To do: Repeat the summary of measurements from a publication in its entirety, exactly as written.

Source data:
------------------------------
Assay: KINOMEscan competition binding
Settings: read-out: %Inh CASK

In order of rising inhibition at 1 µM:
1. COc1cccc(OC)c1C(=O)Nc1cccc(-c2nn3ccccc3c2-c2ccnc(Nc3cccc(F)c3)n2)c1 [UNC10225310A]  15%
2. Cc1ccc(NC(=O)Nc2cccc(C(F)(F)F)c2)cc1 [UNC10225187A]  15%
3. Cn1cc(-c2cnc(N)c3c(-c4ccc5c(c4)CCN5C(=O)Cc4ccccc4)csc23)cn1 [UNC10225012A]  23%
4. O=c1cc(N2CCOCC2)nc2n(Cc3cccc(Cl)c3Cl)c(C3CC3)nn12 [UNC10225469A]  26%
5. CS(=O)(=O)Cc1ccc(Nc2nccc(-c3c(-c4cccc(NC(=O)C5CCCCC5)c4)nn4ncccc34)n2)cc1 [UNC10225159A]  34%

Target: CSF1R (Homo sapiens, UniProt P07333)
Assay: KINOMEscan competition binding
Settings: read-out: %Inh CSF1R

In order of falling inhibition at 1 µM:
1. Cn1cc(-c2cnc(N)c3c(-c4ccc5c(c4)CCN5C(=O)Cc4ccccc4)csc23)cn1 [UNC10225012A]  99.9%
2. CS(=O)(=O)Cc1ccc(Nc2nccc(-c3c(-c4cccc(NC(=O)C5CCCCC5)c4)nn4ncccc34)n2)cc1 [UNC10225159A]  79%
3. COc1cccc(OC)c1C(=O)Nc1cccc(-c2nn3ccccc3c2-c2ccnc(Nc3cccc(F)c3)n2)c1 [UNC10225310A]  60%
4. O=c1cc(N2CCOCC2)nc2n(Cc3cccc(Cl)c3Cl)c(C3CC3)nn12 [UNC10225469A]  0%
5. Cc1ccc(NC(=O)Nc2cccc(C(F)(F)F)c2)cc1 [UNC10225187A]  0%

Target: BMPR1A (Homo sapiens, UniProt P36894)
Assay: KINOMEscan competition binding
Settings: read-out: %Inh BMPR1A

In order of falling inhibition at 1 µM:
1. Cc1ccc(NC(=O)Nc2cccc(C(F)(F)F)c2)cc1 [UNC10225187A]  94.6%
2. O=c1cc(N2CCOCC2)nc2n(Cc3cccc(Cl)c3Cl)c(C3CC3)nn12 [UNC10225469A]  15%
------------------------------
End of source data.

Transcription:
Assay: KINOMEscan competition binding
Settings: read-out: %Inh CASK

In order of rising inhibition at 1 µM:
1. COc1cccc(OC)c1C(=O)Nc1cccc(-c2nn3ccccc3c2-c2ccnc(Nc3cccc(F)c3)n2)c1 [UNC10225310A]  15%
2. Cc1ccc(NC(=O)Nc2cccc(C(F)(F)F)c2)cc1 [UNC10225187A]  15%
3. Cn1cc(-c2cnc(N)c3c(-c4ccc5c(c4)CCN5C(=O)Cc4ccccc4)csc23)cn1 [UNC10225012A]  23%
4. O=c1cc(N2CCOCC2)nc2n(Cc3cccc(Cl)c3Cl)c(C3CC3)nn12 [UNC10225469A]  26%
5. CS(=O)(=O)Cc1ccc(Nc2nccc(-c3c(-c4cccc(NC(=O)C5CCCCC5)c4)nn4ncccc34)n2)cc1 [UNC10225159A]  34%

Target: CSF1R (Homo sapiens, UniProt P07333)
Assay: KINOMEscan competition binding
Settings: read-out: %Inh CSF1R

In order of falling inhibition at 1 µM:
1. Cn1cc(-c2cnc(N)c3c(-c4ccc5c(c4)CCN5C(=O)Cc4ccccc4)csc23)cn1 [UNC10225012A]  99.9%
2. CS(=O)(=O)Cc1ccc(Nc2nccc(-c3c(-c4cccc(NC(=O)C5CCCCC5)c4)nn4ncccc34)n2)cc1 [UNC10225159A]  79%
3. COc1cccc(OC)c1C(=O)Nc1cccc(-c2nn3ccccc3c2-c2ccnc(Nc3cccc(F)c3)n2)c1 [UNC10225310A]  60%
4. O=c1cc(N2CCOCC2)nc2n(Cc3cccc(Cl)c3Cl)c(C3CC3)nn12 [UNC10225469A]  0%
5. Cc1ccc(NC(=O)Nc2cccc(C(F)(F)F)c2)cc1 [UNC10225187A]  0%

Target: BMPR1A (Homo sapiens, UniProt P36894)
Assay: KINOMEscan competition binding
Settings: read-out: %Inh BMPR1A

In order of falling inhibition at 1 µM:
1. Cc1ccc(NC(=O)Nc2cccc(C(F)(F)F)c2)cc1 [UNC10225187A]  94.6%
2. O=c1cc(N2CCOCC2)nc2n(Cc3cccc(Cl)c3Cl)c(C3CC3)nn12 [UNC10225469A]  15%